One Piece Grand Adventure feels like a beefier version of One Piece Grand Battle, but it's still not a very compelling brawler.
- Decent cel-shaded presentation
- New support characters make combat more chaotic.
- Doesn't really improve Grand Battle's one-note gameplay
- Erratic frame rate
- No four-player support.
Just shy of a year after bringing One Piece Grand Battle to the US, Namco Bandai delivers its follow-up, One Piece Grand Adventure, and you have to wonder what the developers spent that year doing. The additions of an adventure mode and support characters to the brawler gameplay model are somewhat notable, but the majority of Grand Adventure has literally been copied verbatim from Grand Battle. Even if you weren't disappointed by the shallow, repetitive nature of last year's model, Grand Adventure gives you little incentive to invest in this year's One Piece.
If you're not already familiar with the piratical exploits of Monkey D. Luffy and the rest of the Straw Hat Pirates, turn back now. One Piece Grand Adventure simply isn't for you. Fans, however, should have no problem leaping feetfirst into the grand adventure mode, which initially casts you as Luffy--though once you complete his grand adventure, you'll unlock new quests for other characters, like the clown pirate Buggy the Clown. The grand adventure is spread out across a series of isolated island chains, and each one features a number of conflicts that you'll have to resolve before you can move on. Unsurprisingly, that resolution usually involves you punching a bunch of guys in the face. There's a little variety to the action; sometimes you'll just be punching one guy in the face, sometimes you'll have to eliminate a field of guys with your face punching, and occasionally you'll be given odd, non-face-punching-related tasks like destroying a number of boxes, using your fighting prowess to clean all the snow off a building's roof, or racing another character while riding what appears to be some kind of Chocobo knockoff.
Succeeding in these challenges gives you experience points that you can invest in your main character or in any of the other fighters that join up during the course of your adventure, though there's little reason to switch your focus midstream once you've already invested experience points in a particular character. You can earn additional experience by meeting certain bonus conditions, which change from fight to fight and include finishing the fight with a special move, never jumping during the course of the fight, or beating your opponent within a certain time limit. The bonus conditions add a bit of novelty to the action, since it's easy enough to just mash your way through most fights. Still, the grand adventure mode is pretty thin, and even though each adventure is relatively short, the combat is simple and repetitive enough that you likely won't be inspired to play past the first few. Outside the grand adventure mode lays the grand battle mode, which is a handful of stock fighting modes, including a regular one-on-one versus mode, an arena mode where you have to fight your way through the ranks of increasingly challenging opponents, a custom tournament mode, and a training mode. If you want to play with a friend, this is where you'll do it, though the absence of any kind of four-way action seems like a pretty glaring omission.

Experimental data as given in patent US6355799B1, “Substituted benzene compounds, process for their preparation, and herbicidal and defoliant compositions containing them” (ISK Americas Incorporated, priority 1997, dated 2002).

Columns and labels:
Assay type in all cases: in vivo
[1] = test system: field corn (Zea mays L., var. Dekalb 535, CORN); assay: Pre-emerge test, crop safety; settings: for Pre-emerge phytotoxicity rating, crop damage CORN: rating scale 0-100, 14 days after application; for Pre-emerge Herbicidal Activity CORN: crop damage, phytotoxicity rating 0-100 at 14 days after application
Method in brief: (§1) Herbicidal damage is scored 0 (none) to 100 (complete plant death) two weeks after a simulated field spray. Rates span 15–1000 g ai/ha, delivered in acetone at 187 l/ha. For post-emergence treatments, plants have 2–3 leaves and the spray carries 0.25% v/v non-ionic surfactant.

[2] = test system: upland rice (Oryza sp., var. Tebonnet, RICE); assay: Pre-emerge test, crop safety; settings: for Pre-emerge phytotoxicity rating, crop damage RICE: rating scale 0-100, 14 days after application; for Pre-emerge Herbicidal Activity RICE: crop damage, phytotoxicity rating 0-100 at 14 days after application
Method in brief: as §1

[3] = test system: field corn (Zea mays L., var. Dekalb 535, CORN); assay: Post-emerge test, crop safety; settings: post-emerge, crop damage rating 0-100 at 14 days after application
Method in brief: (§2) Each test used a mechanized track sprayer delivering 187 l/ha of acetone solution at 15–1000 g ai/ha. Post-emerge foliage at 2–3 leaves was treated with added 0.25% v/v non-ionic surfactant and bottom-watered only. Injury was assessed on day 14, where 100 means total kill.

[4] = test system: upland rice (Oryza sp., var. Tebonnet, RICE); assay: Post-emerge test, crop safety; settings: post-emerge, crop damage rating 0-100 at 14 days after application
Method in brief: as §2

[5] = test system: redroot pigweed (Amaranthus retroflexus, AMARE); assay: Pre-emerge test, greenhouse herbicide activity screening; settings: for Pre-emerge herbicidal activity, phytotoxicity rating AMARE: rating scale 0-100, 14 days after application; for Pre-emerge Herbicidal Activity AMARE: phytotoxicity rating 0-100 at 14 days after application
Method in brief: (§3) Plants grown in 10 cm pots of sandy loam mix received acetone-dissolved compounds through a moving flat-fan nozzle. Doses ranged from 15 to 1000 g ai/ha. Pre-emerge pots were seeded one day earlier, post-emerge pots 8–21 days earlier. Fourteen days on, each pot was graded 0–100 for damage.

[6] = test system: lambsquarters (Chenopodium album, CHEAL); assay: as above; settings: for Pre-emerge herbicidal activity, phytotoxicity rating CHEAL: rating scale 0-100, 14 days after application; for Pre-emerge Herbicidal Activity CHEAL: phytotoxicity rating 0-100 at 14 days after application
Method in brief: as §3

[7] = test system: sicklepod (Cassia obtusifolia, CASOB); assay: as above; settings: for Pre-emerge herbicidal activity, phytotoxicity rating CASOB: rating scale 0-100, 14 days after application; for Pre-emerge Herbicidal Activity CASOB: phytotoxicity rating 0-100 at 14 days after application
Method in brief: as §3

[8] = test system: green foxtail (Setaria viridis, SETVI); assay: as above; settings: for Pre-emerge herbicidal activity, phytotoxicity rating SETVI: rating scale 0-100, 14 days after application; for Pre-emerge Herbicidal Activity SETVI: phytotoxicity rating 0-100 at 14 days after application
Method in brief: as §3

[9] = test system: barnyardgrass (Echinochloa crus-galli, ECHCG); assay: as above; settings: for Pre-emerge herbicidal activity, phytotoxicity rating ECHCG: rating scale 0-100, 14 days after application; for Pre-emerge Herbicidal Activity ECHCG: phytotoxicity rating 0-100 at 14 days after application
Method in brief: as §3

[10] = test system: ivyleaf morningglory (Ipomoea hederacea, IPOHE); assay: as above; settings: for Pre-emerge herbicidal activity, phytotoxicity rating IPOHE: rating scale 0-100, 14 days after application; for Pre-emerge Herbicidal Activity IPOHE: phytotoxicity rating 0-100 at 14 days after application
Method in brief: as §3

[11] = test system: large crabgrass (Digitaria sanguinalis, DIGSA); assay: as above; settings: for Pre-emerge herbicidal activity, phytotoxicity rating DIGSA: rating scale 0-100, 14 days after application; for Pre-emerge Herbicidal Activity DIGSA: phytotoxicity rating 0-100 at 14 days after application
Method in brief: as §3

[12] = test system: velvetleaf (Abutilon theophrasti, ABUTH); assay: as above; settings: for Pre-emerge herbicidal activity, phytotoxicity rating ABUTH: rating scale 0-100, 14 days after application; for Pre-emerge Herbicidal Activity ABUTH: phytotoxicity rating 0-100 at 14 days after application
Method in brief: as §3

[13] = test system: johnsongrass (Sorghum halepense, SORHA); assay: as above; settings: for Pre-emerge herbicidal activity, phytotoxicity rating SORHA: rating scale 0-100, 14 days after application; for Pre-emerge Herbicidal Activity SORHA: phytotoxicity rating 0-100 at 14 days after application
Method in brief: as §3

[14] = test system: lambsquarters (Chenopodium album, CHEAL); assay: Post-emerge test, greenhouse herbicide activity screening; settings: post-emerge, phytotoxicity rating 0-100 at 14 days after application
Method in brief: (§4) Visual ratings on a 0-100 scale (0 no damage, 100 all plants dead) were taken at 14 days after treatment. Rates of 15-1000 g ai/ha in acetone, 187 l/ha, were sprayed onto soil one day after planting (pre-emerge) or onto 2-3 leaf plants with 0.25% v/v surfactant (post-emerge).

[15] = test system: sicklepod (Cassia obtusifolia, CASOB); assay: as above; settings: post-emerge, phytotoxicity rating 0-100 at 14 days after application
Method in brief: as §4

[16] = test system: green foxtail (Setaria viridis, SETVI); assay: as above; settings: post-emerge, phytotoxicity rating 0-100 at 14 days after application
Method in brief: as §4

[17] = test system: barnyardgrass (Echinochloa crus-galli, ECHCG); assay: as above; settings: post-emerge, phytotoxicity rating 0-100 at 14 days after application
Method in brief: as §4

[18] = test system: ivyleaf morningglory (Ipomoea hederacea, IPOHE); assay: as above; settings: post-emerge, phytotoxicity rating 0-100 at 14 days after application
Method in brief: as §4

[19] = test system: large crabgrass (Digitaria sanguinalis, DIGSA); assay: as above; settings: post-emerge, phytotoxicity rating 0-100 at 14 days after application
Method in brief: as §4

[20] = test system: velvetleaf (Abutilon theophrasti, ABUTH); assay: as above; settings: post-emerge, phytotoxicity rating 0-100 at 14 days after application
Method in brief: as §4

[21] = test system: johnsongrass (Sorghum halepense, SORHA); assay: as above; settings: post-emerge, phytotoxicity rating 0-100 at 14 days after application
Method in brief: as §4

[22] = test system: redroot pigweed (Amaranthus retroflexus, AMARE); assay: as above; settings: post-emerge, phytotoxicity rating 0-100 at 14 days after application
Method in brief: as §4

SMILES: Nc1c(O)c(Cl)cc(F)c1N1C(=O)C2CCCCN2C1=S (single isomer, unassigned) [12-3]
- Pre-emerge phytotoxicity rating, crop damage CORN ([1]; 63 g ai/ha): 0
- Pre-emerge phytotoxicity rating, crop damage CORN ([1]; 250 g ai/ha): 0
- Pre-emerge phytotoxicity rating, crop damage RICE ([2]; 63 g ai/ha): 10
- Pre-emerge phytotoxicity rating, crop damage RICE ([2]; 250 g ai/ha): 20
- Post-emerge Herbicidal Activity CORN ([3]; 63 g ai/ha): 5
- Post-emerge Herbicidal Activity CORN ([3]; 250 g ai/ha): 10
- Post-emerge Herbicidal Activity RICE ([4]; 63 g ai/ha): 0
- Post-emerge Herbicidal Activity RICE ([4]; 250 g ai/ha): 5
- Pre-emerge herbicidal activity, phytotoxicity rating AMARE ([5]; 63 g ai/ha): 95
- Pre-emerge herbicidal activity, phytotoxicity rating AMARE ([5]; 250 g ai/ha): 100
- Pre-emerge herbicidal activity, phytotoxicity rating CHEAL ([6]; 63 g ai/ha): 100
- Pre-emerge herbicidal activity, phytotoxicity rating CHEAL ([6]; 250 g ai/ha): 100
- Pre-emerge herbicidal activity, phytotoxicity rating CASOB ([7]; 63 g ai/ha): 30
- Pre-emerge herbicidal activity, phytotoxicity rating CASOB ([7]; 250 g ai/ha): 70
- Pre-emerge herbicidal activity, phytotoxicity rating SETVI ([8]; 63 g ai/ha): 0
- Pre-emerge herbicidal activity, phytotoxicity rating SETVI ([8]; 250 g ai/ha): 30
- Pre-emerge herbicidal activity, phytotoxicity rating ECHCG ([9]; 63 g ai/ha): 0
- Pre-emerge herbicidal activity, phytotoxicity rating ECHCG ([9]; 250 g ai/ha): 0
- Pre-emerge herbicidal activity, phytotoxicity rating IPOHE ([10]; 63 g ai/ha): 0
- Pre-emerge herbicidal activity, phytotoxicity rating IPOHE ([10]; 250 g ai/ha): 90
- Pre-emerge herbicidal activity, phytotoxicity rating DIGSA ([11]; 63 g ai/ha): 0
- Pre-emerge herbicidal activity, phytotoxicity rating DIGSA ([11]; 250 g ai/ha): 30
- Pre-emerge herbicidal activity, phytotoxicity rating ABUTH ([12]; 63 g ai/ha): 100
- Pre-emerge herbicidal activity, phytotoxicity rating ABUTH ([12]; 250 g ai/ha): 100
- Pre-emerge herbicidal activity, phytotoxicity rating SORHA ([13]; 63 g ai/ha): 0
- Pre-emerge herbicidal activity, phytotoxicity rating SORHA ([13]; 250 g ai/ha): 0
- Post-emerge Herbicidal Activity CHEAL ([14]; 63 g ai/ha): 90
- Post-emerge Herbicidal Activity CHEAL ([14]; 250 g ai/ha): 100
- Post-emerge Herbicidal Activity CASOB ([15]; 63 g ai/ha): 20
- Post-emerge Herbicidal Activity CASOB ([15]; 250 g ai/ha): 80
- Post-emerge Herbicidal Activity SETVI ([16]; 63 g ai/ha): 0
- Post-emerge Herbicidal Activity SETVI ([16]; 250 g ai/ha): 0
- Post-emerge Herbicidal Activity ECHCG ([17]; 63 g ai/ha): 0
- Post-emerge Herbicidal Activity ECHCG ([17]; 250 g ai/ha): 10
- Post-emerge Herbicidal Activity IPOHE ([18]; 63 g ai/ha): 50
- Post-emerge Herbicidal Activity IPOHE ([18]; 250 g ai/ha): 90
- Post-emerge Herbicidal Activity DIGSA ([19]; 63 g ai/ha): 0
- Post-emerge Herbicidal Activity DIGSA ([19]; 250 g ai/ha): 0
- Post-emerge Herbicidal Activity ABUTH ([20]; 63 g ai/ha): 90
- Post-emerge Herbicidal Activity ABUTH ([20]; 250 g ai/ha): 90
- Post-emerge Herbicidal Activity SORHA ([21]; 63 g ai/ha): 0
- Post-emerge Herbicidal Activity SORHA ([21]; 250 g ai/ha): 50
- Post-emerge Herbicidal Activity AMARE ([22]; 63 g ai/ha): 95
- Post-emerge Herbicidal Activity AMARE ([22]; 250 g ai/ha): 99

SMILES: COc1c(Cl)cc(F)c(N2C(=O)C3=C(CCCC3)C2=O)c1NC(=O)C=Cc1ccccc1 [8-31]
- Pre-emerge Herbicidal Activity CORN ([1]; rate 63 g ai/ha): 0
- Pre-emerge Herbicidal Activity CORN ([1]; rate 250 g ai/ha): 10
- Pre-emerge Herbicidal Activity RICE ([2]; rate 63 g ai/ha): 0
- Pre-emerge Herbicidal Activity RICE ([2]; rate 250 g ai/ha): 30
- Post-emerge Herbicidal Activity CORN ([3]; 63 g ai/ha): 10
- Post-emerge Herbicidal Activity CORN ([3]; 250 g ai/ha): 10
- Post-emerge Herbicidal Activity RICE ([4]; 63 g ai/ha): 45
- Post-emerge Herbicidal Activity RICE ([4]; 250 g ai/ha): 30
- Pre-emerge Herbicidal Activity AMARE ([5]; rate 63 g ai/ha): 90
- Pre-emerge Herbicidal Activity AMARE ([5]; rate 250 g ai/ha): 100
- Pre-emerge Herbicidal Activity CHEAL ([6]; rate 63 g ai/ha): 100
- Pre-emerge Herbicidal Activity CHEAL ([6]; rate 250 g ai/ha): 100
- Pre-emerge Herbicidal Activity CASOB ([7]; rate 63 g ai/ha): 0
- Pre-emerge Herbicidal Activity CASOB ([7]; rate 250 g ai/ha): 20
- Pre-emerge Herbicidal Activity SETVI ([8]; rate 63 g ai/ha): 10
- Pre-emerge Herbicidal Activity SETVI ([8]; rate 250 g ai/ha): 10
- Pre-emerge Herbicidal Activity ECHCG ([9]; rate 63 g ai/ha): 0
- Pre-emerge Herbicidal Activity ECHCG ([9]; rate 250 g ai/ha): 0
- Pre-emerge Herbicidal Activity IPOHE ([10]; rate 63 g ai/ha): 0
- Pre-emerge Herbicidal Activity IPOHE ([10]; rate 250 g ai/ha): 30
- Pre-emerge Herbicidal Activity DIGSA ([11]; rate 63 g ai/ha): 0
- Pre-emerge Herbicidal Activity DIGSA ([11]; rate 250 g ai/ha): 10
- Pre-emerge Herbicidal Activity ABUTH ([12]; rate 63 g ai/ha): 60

Keeping with the One Piece feel, the combat in Grand Adventure is frantic and over-the-top, and different characters have unique suites of moves that suit them. Luffy's fighting style, for example, usually involves him testing the elasticity of his rubbery frame, while Zolo primarily fights using his array of swords. Each character has a good dozen different combos he or she can pull off, as well as a throw and a handful of special attacks that can be activated only when you have enough of your skill meter filled. You can also tap in to your skill meter to summon a support character for a short while. Depending on which support character you choose, they can attack your enemy up-close or with projectiles, restore your health, or even be ridden into battle. The support characters are a bit clumsy, and they're more effective at creating more onscreen chaos than they are at pitching the odds in your favor, a sentiment that applies pretty well to most of the combat. Each character's moves may be unique, but the button combos used to pull them off are all but identical, making it easy to switch from one character to another but eliminating the requirement of any modicum of skill. The decent variety of moves each character is equipped with seems like a bit of a waste, since you can best most enemies just by mashing on the main attack button repeatedly.
The only real motivation to change up your attacks is to avoid hearing the exact same canned battle cry over and over again, a problem that plagues the whole of the game's sound design. When you're not listening to a generic, synthesized orchestra, you're being punished with gratingly enthusiastic sound bites. The game's visuals are more compelling--the characters sport some solid cel-shading--but virtually everything you'll see in Grand Adventure was lifted from last year's Grand Battle. Top it all off with some stifling frame rate problems, and it's hard to get too excited about the game's presentation.
One Piece Grand Adventure is definitely a more fleshed-out game than its predecessor, but the game feels as though the developer just threw in the features it meant to include the first time around rather than develop a full-blown sequel. If you already invested in One Piece Grand Battle, you should save your money, because you've effectively already played One Piece Grand Adventure. Everyone else, aside from maybe the most devout One Piece fans, should avoid Grand Adventure because of its insubstantial story mode and shallow gameplay.